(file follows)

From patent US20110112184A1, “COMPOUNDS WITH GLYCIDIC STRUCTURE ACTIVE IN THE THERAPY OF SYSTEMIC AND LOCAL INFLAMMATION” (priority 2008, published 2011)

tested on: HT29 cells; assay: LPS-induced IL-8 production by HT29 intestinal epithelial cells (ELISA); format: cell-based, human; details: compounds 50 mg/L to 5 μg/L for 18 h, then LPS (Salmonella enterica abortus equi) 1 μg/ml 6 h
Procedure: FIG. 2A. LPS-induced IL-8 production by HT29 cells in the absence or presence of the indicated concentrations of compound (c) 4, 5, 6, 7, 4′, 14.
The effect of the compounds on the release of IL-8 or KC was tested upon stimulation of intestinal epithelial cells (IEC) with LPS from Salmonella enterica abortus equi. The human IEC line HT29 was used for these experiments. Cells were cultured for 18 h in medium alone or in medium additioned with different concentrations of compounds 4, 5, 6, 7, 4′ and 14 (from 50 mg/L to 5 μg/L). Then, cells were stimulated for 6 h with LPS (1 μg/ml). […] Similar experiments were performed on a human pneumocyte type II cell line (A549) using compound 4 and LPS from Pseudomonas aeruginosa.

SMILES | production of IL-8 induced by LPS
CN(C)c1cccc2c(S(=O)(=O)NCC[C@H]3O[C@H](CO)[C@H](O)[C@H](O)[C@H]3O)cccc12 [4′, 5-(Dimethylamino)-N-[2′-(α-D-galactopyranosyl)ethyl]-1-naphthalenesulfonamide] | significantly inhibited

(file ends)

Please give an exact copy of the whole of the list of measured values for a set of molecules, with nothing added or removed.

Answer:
From patent US20110112184A1, “COMPOUNDS WITH GLYCIDIC STRUCTURE ACTIVE IN THE THERAPY OF SYSTEMIC AND LOCAL INFLAMMATION” (priority 2008, published 2011)

tested on: HT29 cells; assay: LPS-induced IL-8 production by HT29 intestinal epithelial cells (ELISA); format: cell-based, human; details: compounds 50 mg/L to 5 μg/L for 18 h, then LPS (Salmonella enterica abortus equi) 1 μg/ml 6 h
Procedure: FIG. 2A. LPS-induced IL-8 production by HT29 cells in the absence or presence of the indicated concentrations of compound (c) 4, 5, 6, 7, 4′, 14.
The effect of the compounds on the release of IL-8 or KC was tested upon stimulation of intestinal epithelial cells (IEC) with LPS from Salmonella enterica abortus equi. The human IEC line HT29 was used for these experiments. Cells were cultured for 18 h in medium alone or in medium additioned with different concentrations of compounds 4, 5, 6, 7, 4′ and 14 (from 50 mg/L to 5 μg/L). Then, cells were stimulated for 6 h with LPS (1 μg/ml). […] Similar experiments were performed on a human pneumocyte type II cell line (A549) using compound 4 and LPS from Pseudomonas aeruginosa.

SMILES | production of IL-8 induced by LPS
CN(C)c1cccc2c(S(=O)(=O)NCC[C@H]3O[C@H](CO)[C@H](O)[C@H](O)[C@H]3O)cccc12 [4′, 5-(Dimethylamino)-N-[2′-(α-D-galactopyranosyl)ethyl]-1-naphthalenesulfonamide] | significantly inhibited